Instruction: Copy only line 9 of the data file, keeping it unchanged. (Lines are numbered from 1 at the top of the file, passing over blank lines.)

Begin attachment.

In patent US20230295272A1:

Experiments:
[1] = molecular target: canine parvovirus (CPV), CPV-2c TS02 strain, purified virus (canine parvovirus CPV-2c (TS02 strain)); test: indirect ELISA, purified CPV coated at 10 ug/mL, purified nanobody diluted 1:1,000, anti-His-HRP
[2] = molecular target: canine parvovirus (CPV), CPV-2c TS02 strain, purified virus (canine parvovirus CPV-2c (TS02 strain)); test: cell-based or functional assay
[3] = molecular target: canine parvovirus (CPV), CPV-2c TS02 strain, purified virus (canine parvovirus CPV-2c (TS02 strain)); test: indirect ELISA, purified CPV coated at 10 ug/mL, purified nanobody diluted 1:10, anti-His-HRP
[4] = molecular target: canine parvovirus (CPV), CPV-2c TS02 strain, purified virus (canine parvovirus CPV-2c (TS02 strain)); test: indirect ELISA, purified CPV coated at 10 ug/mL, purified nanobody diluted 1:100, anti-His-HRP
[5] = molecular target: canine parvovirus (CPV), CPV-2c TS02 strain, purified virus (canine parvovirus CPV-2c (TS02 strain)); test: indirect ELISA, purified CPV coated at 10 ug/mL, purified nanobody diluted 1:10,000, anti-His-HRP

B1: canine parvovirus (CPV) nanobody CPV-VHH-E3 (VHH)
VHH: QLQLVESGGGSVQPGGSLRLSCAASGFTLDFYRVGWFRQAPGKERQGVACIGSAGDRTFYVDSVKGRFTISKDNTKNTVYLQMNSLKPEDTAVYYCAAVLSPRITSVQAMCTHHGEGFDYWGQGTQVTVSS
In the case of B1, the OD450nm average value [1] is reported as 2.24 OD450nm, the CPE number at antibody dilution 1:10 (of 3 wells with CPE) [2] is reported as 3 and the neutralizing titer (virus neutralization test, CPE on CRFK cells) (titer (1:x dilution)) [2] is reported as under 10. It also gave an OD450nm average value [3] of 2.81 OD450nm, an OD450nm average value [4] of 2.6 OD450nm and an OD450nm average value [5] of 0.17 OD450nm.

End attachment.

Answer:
VHH: QLQLVESGGGSVQPGGSLRLSCAASGFTLDFYRVGWFRQAPGKERQGVACIGSAGDRTFYVDSVKGRFTISKDNTKNTVYLQMNSLKPEDTAVYYCAAVLSPRITSVQAMCTHHGEGFDYWGQGTQVTVSS